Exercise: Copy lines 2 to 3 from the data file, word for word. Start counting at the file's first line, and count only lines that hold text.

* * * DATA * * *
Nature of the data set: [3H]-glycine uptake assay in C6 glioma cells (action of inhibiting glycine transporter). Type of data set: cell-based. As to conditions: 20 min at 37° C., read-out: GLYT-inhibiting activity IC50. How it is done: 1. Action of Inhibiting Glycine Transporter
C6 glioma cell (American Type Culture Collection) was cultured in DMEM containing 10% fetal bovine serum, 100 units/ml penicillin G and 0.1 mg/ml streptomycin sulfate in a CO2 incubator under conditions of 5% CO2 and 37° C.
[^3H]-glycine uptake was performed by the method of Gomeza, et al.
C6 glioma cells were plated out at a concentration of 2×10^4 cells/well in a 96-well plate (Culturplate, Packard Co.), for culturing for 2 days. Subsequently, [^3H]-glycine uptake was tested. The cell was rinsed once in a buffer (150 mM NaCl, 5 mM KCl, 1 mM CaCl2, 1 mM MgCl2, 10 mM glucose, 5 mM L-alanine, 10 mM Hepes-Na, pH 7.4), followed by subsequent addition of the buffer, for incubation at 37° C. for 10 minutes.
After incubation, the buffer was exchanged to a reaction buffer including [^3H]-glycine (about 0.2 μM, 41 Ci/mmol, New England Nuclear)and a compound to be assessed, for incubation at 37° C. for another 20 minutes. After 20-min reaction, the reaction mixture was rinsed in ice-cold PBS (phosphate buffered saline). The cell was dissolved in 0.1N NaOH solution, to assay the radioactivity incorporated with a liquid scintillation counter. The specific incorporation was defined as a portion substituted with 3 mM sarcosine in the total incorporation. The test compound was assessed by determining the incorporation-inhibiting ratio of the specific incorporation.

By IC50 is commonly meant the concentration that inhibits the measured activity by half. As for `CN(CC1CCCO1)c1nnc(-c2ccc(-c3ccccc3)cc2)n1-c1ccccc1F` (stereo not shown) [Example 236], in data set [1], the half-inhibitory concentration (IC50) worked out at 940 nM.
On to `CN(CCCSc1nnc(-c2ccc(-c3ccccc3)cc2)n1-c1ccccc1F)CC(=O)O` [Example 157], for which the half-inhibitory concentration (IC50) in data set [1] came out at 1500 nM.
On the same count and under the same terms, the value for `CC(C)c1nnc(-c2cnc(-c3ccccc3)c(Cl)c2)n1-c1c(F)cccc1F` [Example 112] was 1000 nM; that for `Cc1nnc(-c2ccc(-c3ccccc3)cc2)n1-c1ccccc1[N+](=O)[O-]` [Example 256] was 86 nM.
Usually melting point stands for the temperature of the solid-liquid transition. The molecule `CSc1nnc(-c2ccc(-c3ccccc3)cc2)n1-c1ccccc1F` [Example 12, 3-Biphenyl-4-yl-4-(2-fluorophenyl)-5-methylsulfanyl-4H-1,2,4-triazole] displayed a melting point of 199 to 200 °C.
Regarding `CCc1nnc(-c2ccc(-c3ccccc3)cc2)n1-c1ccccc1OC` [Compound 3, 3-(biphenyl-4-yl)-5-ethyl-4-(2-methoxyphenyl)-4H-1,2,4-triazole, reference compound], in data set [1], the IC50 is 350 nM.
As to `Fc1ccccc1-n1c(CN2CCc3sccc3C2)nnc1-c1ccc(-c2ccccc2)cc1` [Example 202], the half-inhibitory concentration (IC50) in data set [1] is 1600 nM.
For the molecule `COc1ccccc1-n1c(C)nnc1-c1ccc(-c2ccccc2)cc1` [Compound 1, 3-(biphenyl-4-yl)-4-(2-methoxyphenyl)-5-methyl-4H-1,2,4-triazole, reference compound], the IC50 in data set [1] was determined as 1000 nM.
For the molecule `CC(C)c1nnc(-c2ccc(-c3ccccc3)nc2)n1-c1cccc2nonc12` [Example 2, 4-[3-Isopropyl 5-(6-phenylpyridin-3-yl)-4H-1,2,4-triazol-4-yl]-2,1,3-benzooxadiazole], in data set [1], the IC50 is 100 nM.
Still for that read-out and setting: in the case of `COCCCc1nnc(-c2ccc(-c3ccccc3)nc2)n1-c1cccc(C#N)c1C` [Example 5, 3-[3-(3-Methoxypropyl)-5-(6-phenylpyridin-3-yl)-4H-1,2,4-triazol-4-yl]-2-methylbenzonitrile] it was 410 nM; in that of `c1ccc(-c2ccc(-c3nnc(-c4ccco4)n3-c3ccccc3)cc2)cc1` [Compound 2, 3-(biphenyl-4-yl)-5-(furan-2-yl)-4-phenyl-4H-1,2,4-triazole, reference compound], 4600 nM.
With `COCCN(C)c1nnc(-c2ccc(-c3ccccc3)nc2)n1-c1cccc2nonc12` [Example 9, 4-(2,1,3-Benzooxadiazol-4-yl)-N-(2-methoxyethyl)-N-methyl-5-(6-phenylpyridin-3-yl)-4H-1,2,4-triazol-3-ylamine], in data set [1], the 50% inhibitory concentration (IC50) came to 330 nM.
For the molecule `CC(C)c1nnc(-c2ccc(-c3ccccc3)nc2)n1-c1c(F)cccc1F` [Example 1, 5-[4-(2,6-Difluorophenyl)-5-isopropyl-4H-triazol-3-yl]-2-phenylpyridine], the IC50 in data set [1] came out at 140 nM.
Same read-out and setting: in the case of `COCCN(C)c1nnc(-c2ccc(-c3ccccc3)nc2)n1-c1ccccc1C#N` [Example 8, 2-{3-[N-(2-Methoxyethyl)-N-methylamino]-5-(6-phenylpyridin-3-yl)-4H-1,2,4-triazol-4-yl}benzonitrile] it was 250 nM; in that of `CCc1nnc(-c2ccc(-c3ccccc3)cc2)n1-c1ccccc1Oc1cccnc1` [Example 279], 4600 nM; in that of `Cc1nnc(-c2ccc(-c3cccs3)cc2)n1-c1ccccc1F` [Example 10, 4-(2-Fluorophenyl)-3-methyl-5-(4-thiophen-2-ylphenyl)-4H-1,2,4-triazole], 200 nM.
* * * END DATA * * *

C6 glioma cell (American Type Culture Collection) was cultured in DMEM containing 10% fetal bovine serum, 100 units/ml penicillin G and 0.1 mg/ml streptomycin sulfate in a CO2 incubator under conditions of 5% CO2 and 37° C.
[^3H]-glycine uptake was performed by the method of Gomeza, et al.